Gas thieves steal nearly 1,000 gallons of fuel, police say
Police in the Northern California city of Roseville are looking for gasoline thieves who struck two stations, taking nearly 1,000 gallons of the increasingly expensive fuel.
All of the gas was stolen earlier this week from a Shell station near the Roseville Square shopping center. But a few days earlier, thieves had made made an unsuccessful attempt at a 76 station a few blocks away, Fox40 in Sacramento reported.
According to the manager of the Shell station, a man in a black pickup pumped 300 gallons of gas, some of it going to a tank in the pickup's bed. It happened at about 1:30 a.m. when the convenience store was closed.
But security cameras caught the thief using a credit card. The pump's meter was somehow disabled, and the manager had to check records to show that the gas was stolen.
"They knew what they were doing. They got around it, not once but three times," said station manager Tony Sandhu.
The last time, Sandhu's wife was ready for them despite an attempt by a woman in the truck to distract her. She got a license plate number.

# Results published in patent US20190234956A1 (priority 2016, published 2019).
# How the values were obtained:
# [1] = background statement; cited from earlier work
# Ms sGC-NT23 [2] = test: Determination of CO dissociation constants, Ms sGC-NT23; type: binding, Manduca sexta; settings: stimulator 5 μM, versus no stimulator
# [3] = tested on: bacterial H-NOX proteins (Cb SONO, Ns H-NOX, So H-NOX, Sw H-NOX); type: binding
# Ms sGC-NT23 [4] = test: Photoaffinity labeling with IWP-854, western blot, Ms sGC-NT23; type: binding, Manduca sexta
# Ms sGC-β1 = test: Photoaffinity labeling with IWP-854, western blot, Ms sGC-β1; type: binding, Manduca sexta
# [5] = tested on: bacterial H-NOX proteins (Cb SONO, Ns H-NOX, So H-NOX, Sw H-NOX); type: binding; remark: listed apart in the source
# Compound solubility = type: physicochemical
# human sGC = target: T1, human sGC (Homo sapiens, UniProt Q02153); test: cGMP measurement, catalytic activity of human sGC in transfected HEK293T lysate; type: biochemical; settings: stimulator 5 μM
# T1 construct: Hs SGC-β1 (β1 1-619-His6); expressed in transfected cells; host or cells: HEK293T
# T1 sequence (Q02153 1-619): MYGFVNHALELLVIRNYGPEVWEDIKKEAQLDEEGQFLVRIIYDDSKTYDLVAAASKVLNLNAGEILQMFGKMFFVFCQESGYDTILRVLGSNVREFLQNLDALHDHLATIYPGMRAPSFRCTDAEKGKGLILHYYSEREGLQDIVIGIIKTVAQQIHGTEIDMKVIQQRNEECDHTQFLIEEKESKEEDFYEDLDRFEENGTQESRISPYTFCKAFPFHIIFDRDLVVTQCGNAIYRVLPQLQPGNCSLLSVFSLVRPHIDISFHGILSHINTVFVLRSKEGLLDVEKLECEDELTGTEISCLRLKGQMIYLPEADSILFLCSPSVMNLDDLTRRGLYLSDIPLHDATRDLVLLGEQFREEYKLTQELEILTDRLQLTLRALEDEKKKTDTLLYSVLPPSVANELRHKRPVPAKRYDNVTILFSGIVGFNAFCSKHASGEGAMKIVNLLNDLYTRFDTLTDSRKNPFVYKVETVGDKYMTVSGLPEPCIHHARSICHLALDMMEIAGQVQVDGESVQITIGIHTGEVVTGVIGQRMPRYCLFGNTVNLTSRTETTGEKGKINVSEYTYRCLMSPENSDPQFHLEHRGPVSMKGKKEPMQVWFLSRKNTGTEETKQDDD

At the 76 station, a padlock on a pump was cut after hours. But the station manager said the pumps' electrical supply are cut off at closing time and the thieves left empty-handed. Roseville police don't know if it was the same thieves who struck the Shell station.
"They should be caught. I don't know if we'll get the money back, but they should go to jail," said Sandhu.
Skyrocketing gasoline prices caused some local service stations to shut off their pumps Thursday while others shocked customers with overnight price increases of 30 cents or more.
California's fuel industry isn't running out of gasoline — supplies are only 2.5% lower than this time last year — but recent refinery and pipeline mishaps sent wholesale prices to all-time highs this week. As a result, some station owners weren't buying fuel for fear they couldn't sell it. Those who did buy simply kicked prices higher and bet customers would understand.
Many stations closed their pumps as soon as they ran out of the fuel they'd bought more cheaply. Some owners worried that if they paid the current wholesale price, they would be stuck selling that gas at a loss when prices fell.
Several Costco gas stations, including those in Marina del Rey, Tustin and Inglewood, closed Thursday. A manager in Inglewood said the only nearby Costco outlets that hadn't run out of gas were in Hawthorne and Torrance.
A sign at one Costco apologized: "We do not know when we will be resupplied."
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